Easter 05, Year C

The Lord will not abandon his people (Ps. 94:14)

The first reading narrates that Paul and Barnabas appointed presbyters in each church for the considerable number of disciples they made and that the same presbyters were commended to the Lord with much prayer and fasting. The reading also recalls that the two, while at Antioch, had themselves been commended also to the grace of God for precisely the work that they had just accomplished.

That human beings, in the first place, are chosen and appointed to perform tasks that really transcend the merely human, this affirms for me the basic worth that human beings received from the Creator of heaven and earth, of all things visible and invisible. And the affirmation of humanity’s primal goodness is likewise a declaration that human beings can be trusted. In this regard, please allow me to quote this comment from St. Alberto Hurtado:

To trust workers, to trust the youth, to trust children, is a virtue
that is deeply formative. Those who have never been trusted by
anyone have not seen their life’s most beautiful star shine. They
will justifiably tell their parents and their teachers: “It would
have been different had someone put his faith in me.”

But that, in the second place, those entrusted with a divine mission are commended to the Lord, or to the grace of God, I see in this an acknowledgment that human beings are flesh—corruptible not just physically but also morally (Gen. 6:3, 5). Human beings, in other words, are not wholly trustworthy.

Sometimes we human beings begin with the Spirit and end with the flesh (Gal. 3:3). We, for example, see ourselves in need of grace at first—and for this reason we pray—but then end up believing we are justified by our works and proclaiming how much more righteous we are than others (Lk. 18:9-14). On occasions we mistake our self-interests for God’s own interests, and we act more or less like someone one who would kill thinking all along that in doing so he would be offering worship to God (cf. Jn. 16:2). There are times too when, not unlike those who sought to compel Gentile Christians to live as Jews, we are not able to distinguish between our personal hang-ups or anxieties and legitimate concerns for the whole Church (Gal. 2). And what to say about leaders who swear by the Holy Bible and then base their policies on lies? Indeed, in spite of our basic goodness, we human beings leave much to be desired and not rarely do we disappoint not a few people. Human beings can be trusted, yes, but God, his grace, must be trusted above all.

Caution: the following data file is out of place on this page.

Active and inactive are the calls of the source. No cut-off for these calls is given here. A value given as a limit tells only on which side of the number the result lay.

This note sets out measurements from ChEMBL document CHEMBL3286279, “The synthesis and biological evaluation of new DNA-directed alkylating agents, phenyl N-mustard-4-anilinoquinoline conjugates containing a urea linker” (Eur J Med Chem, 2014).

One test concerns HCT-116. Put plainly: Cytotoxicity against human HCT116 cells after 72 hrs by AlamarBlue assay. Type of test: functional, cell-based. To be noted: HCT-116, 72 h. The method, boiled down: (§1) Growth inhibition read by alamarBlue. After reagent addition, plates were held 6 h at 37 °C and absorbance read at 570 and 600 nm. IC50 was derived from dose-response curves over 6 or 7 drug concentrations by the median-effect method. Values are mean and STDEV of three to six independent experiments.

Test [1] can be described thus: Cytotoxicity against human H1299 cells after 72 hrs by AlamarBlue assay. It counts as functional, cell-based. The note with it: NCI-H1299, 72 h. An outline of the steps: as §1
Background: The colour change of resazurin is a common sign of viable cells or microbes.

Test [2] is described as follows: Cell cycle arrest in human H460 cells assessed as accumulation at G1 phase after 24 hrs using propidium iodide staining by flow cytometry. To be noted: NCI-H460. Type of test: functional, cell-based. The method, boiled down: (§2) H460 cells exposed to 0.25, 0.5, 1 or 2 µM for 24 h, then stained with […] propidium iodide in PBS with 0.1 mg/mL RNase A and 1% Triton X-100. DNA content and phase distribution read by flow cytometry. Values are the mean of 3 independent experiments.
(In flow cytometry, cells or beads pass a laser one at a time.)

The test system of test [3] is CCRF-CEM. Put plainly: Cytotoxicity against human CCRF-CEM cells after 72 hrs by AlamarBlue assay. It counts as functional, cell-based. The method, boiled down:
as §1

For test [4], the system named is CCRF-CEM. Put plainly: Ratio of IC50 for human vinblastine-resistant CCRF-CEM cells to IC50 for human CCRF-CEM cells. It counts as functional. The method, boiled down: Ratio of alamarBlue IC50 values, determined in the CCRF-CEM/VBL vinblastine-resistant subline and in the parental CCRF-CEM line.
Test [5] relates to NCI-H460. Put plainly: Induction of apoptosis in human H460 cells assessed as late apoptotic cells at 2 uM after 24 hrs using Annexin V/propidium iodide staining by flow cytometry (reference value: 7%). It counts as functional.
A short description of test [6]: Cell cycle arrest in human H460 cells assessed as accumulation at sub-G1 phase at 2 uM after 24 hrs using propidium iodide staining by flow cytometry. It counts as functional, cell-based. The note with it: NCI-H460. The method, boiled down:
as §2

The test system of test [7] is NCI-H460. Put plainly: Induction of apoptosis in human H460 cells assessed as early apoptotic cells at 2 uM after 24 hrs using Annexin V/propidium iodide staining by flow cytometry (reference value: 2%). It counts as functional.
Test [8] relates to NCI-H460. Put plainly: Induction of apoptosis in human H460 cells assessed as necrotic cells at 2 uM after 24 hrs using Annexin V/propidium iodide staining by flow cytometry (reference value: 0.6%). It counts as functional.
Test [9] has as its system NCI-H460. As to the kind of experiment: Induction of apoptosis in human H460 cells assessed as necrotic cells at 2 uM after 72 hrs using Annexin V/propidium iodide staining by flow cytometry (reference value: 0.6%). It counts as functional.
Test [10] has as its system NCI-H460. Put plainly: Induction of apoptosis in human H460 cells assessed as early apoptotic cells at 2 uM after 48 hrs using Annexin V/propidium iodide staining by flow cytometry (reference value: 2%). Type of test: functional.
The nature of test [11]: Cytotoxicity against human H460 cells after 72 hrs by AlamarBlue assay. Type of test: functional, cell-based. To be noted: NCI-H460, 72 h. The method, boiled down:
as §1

It is precisely because of the commendation to the Lord, to God’s grace, of human beings chosen for supernatural missions that I put my trust in these human beings. They may be foolish, weak, or tormented by some thorn in the flesh, and in them sin increases. But surely God’s wisdom, strength or power will be made perfect in their foolishness, weakness or torments, and grace will overflow all the more. In their very poor selves is revealed, I believe, that God’s dwelling is with the human race. The way Jesus has loved them—that is, in a self-sacrificing manner—enables them to love also and to contribute to the making new of all things, to the wiping away of every foolishness, weakness, torment, wailing, pain, death and corruption. I would like to think I trust God and the human beings he has chosen with the same kind of trust that St. Vincent de Paul expressed when he told the Daughters of Charity in a 1658 conference (cf. #509, third paragraph [1]):

The Church was begun in just the same way [i.e., in the way the
Company of the Daughters of Charity was started]. The apostles
were all poor people, they knew nothing, they walked barefoot,
they wore no linen. And yet look at what they realized with the
grace our Lord gave them. They converted the whole world.

There may well be a media frenzy, for example, over the long-awaited document from Pope Benedict XVI authorizing wider use of the pre-Vatican II Mass. There will surely be controversies regarding its value, just as it is debated whether Vatican II represents a break or a continuity with the Church prior to the mid-1960s. But be it as it may, be one with conservative or liberal leanings, one can rightly still pray: “I trust even when I say in my alarm, ‘No man can be trusted’ (Ps. 116:10-11).